3 BENN689_05_C_PR3_V6_TT.QXD 0/3/07 6:33 AM Page 94 Our 24-hour day, which we call a solar day, is based on the time it takes for the un to make one circuit around the local sky. You can measure this time period by measuring how long it takes the un to go from its highest point in the sky one day to its highest point the next day (Figure.b). The solar day is indeed 24 hours on average, although it varies slightly (up to 25 seconds longer or shorter than 24 hours) over the course of a year. A simple demonstration shows why the solar day is about 4 minutes longer than the sidereal day. et an object to represent the un on a table, and stand a few steps away to represent Earth. Point at the un and imagine that you also happen to be pointing toward a distant star that lies in the same direction. If you rotate (counterclockwise) while standing in place, you ll again be pointing at both the un and the star after one full rotation (Figure.2a). However, because Earth rotates at the same time it orbits the un, you can make the demonstration more realistic by taking a couple of steps around the un (counterclockwise) while you rotate (Figure.2b). After one full rotation, you will again be pointing in the direction of the distant star, so this represents a sidereal day. But it does not represent a solar day, because you will not yet be pointing back at the un. If you wish to point again at the un, you need to make up for your orbital motion by making slightly more than one full rotation. This extra bit of rotation makes a solar day longer than a sidereal day. The only problem with this demonstration is that it exaggerates Earth s daily orbital motion. Because Earth takes about 365 days ( year) to make a full 360 orbit around the un, Earth actually moves only about per day around its orbit. Thus, a solar day represents about 36 of rotation, rather than the 360 for a sidereal day (Figure.2c). The extra rotation takes about 360 of Earth s rotation period, which is about 4 minutes. The Length of the Month As we discussed in Chapter 2, our month comes from the Moon s day cycle of phases (think moonth ). More technically, the day period required for each cycle of phases is called a synodic month. The word synodic comes from the Latin synod, which means meeting. A synodic month gets its name because the un and the Moon meet in the sky with every new moon. Just as a solar day is not Earth s true rotation period, a synodic month is not the Moon s true orbital period. Earth s motion around the un means that the Moon must complete more than one full orbit of Earth from one new moon to the next (Figure.3). The Moon s true orbital period, or sidereal month, is only about 27 3 days. Like the sidereal day, the sidereal month gets its name because it describes how long it takes the Moon to complete an orbit relative to the positions of distant stars. The Length of the Year A year is related to Earth s orbital period, but again there are two slightly different definitions for the length of the year. The time it takes for Earth to complete one orbit relative to the stars is called a sidereal year. But our calendar is based on the cycle of the seasons, which we measure as the time from the spring equinox one year to the spring equinox the next year. This time period, called a tropical year, is about 20 minutes shorter than the sidereal year. A 20-minute difference might not seem like much, but it would make a calendar based on the sidereal year get out of sync with the seasons by day every 72 years a difference that would add up over centuries. The difference between the sidereal year and the tropical year arises from Earth s 26,000-year cycle of axis precession [ection 2.3]. Precession not only changes the orientation of the axis in space but also changes the locations in Earth s orbit at which the seasons occur. Each year, the location of the equinoxes and solstices among the stars shifts about to distant star to distant star Earth travels 360 around orbit in 365 days, about per day... One full rotation means you are again pointing in the same direction. A bit of extra spin is needed to point at the un. Not to scale!... so Earth must spin about more than 360 from noon one day to noon the next. a One full rotation represents a sidereal day and means that you are again pointing to the same distant star. b While you are orbiting the un, one rotation still returns you to pointing at a distant star, but you need slightly more than one full rotation to return to pointing at the un. Figure.2 A demonstration showing why a solar day is slightly longer than a sidereal day. c Earth travels about per day around its orbit, so a solar day requires about 36 of rotation. 94 p a r t I Developing Perspective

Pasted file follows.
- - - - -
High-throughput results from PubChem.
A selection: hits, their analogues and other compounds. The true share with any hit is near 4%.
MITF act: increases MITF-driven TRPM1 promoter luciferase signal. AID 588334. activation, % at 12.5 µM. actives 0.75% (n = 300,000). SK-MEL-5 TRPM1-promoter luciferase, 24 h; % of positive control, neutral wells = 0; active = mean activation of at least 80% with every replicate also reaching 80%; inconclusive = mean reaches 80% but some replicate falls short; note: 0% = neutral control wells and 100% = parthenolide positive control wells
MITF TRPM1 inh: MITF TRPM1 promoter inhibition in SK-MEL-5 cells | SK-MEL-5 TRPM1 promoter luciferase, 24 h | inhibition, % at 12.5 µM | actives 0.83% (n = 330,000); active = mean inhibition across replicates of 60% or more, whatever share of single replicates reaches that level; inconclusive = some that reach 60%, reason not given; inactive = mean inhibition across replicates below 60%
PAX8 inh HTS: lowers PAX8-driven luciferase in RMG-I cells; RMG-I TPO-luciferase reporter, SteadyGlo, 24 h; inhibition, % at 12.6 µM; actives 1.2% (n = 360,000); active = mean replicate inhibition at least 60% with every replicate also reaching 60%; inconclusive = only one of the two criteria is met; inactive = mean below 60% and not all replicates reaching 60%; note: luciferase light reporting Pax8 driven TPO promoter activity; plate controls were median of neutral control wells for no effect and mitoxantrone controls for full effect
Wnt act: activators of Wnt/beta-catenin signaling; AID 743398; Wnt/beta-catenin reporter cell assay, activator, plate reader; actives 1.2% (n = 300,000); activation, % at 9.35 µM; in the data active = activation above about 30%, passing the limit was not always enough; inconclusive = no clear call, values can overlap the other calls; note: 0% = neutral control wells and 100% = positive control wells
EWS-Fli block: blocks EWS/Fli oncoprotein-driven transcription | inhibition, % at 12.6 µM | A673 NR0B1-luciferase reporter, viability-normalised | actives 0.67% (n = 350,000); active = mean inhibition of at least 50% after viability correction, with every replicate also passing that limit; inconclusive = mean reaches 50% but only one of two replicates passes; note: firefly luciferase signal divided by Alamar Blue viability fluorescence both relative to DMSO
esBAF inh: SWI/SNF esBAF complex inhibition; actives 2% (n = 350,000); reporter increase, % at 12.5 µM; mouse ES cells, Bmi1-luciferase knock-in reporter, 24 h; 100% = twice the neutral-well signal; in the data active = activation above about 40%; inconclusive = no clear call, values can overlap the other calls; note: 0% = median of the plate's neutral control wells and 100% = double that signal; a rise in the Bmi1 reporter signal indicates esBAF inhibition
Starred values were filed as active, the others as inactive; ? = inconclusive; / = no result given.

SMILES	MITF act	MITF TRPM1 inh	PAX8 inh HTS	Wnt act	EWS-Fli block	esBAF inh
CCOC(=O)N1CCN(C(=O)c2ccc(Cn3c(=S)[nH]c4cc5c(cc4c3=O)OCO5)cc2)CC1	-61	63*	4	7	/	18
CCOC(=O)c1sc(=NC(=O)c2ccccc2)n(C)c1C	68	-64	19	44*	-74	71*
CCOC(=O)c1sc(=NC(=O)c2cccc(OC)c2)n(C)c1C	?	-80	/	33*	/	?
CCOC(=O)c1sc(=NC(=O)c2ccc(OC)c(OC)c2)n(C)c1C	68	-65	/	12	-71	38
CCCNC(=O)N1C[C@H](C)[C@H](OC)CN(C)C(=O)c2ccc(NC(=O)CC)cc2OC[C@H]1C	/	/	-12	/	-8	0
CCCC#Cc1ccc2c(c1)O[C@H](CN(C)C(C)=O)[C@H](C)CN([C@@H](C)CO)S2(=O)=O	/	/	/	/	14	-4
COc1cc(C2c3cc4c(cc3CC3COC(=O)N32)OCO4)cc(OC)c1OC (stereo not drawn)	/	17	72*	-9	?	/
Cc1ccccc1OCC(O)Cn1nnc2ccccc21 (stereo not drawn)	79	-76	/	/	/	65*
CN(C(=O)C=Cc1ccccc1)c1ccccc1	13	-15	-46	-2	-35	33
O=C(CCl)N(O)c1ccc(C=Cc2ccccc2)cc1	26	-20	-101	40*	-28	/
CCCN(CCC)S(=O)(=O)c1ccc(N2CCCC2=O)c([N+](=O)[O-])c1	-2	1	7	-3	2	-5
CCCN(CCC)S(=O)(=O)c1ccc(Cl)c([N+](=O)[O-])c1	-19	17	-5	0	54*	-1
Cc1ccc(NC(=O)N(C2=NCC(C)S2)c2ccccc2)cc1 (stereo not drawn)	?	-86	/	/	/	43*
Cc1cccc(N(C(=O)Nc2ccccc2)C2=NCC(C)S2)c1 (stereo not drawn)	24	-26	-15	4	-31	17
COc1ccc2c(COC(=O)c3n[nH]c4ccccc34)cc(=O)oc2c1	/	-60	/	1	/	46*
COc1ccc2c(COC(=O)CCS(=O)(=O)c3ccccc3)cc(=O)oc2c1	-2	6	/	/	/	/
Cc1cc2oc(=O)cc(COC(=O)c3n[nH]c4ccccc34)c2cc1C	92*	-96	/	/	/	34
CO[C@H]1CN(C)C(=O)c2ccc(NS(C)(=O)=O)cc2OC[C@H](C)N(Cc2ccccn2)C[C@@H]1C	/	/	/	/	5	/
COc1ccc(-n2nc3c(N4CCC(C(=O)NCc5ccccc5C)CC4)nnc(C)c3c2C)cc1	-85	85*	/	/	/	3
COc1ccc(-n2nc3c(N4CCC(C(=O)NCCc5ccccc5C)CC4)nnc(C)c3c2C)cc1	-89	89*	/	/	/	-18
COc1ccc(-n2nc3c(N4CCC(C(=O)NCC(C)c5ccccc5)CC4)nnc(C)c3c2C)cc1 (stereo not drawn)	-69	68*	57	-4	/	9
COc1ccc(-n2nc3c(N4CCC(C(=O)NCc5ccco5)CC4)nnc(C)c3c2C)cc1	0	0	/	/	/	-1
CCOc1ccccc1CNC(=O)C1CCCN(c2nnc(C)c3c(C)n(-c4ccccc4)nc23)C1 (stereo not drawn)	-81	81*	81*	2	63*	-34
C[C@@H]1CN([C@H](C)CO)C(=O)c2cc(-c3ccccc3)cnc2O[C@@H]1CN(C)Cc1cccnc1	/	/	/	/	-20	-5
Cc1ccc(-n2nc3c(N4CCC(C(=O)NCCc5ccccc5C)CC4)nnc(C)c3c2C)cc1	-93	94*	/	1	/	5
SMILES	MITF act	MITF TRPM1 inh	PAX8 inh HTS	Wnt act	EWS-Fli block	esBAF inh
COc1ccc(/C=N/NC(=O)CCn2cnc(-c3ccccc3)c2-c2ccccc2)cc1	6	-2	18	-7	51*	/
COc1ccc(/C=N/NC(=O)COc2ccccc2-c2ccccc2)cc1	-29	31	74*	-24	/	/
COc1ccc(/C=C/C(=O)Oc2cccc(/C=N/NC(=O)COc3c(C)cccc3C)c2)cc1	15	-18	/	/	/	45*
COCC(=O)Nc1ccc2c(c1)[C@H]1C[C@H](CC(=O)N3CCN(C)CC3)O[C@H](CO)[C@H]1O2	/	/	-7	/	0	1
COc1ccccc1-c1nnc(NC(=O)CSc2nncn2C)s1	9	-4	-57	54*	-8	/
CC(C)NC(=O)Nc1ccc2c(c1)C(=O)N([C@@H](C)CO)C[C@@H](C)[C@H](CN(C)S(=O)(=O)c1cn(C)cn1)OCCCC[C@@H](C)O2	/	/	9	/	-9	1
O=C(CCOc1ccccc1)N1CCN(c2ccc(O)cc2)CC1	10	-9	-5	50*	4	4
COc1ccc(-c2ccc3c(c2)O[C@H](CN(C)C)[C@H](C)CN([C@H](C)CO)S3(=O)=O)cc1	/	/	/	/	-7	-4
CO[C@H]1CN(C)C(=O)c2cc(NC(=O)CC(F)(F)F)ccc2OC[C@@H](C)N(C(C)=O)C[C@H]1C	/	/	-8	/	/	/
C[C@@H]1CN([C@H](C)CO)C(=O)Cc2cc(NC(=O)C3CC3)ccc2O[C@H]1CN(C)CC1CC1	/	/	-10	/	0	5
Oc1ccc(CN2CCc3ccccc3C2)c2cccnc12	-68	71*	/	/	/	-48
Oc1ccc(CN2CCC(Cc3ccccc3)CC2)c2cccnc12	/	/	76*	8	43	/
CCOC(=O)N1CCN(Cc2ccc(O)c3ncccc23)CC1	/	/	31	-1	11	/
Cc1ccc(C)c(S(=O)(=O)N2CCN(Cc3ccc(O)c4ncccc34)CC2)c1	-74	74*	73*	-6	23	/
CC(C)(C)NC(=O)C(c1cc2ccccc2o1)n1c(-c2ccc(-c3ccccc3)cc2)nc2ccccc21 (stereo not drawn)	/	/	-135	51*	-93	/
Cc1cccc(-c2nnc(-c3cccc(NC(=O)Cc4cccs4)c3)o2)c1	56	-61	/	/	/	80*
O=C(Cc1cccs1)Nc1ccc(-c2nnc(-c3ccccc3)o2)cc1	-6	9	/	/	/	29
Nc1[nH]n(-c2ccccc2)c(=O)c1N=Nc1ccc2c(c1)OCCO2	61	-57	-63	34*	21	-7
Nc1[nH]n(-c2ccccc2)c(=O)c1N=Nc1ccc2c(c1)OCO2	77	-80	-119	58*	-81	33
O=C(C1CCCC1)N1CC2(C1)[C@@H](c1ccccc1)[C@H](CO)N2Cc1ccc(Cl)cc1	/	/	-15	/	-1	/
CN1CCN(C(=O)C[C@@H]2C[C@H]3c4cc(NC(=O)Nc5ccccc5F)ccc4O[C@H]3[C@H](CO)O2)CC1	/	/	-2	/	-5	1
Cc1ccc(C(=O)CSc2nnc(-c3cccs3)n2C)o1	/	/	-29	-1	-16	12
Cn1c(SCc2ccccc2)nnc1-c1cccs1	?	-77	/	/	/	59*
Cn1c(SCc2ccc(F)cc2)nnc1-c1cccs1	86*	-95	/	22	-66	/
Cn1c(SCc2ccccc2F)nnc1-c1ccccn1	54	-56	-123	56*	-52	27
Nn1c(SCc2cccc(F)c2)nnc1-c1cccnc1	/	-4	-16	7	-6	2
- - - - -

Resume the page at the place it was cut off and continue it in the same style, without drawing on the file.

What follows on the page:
4 BENN689_05_C_PR3_V6_TT.QXD 0/3/07 6:33 AM Page 95 Earth travels about 30 per month around its orbit so from one new moon to the next, the Moon must complete a full 360 orbit new moon 30 new moon... AND go an extra 30. Figure.3 Interactive Figure The Moon completes one 360 orbit in about 273 days (a sidereal month), but the time from new moon to new moon is about 29 days (a synodic month). 26,000 3 of the way around the orbit. If you do the math, you ll find that 26,000 of a year is about 20 minutes, which explains the 20-minute difference between the tropical year and the sidereal year. Planetary Periods Although planetary periods are not used in our modern timekeeping, they were important to many ancient cultures. For example, the Mayan calendar was based in part on the apparent motions of Venus. In addition, Copernicus s ability to determine orbital periods of planets with his un-centered model played an important role in keeping the model alive long enough for its ultimate acceptance [ection 3.3]. A planet s sidereal period is the time the planet takes to orbit the un. (As usual, it has the name sidereal because it is measured relative to distant stars.) For example, Jupiter s sidereal period is.86 years, so it takes about 2 years for Jupiter to make a complete circuit around the constellations of the zodiac. Jupiter therefore appears to move through roughly one zodiac constellation each year. If Jupiter is currently in agittarius (as it is for much of 2008), it will be in Capricorn at this time next year and Aquarius the following year, returning to agittarius in 2 years. A planet s synodic period is the time between when it is lined up with the un in our sky at one time and the next similar alignment. (As with the Moon, the term synodic refers to the planet s meeting the un in the sky.) Figure.4 shows that the situation is somewhat different for planets nearer the un than Earth (that is, Mercury and Venus) and planets farther away (all the rest of the planets). Look first at the situation for the more distant planet in Figure.4. As seen from Earth, this planet will sometimes line up with the un in what we call a conjunction. At other special times, it will appear exactly opposite the un in our sky, or at opposition. We cannot see the planet during conjunction with the un because it is hidden by the un s glare and rises and sets with the un in our sky. At opposition, the planet moves through the sky like the full moon, rising at sunset, reaching the meridian at midnight, and setting at dawn. Note that the planet is closest to Earth at opposition and hence appears brightest in our sky at this time. Now look at the planet that is nearer than Earth to the un in Figure.4. This planet never has an opposition but instead has two conjunctions an inferior conjunction between Earth and the un and a superior conjunction when the planet appears behind the un as seen from Earth. Two other points are important for the inner planets: their points of greatest elongation, when they appear farthest from the un in our sky. At its greatest eastern elongation, Venus appears about 46 east of the un in our sky, which means it shines brightly in the evening. imilarly, at its greatest western elongation, Venus appears about 46 west of the un and shines brightly before dawn. In between the times when Venus appears in the morning sky and the times when it appears in the evening sky, Venus disappears from view for a few weeks with each conjunction. Mercury s pattern is similar, but because it is closer to the un, it never appears more than about 28 from the un in our sky. That makes Mercury difficult to see, because it is almost always obscured by the glare of the un. THINK ABOUT IT Do we ever see Mercury or Venus at midnight? Explain. As you study Figure.4, you might wonder whether Mercury or Venus ever falls directly in front of the un at inferior conjunction, creating mini-eclipses as they block a little of the un s light. They do, but only rarely, because conjunction greatest eastern elongation superior conjunction inferior conjunction Earth opposition greatest western elongation Figure.4 This diagram shows important positions of planets relative to Earth and the un. For a planet farther from the un than Earth (such as Jupiter), conjunction occurs when the planet appears aligned with the un in the sky, and opposition occurs when the planet appears on our meridian at midnight. Planets nearer the un (such as Venus) have two conjunctions and never get farther from the un in our sky than at their greatest elongations. (Adapted from Advanced kywatching, by Burnham et al.) chapter Celestial Timekeeping and Navigation 95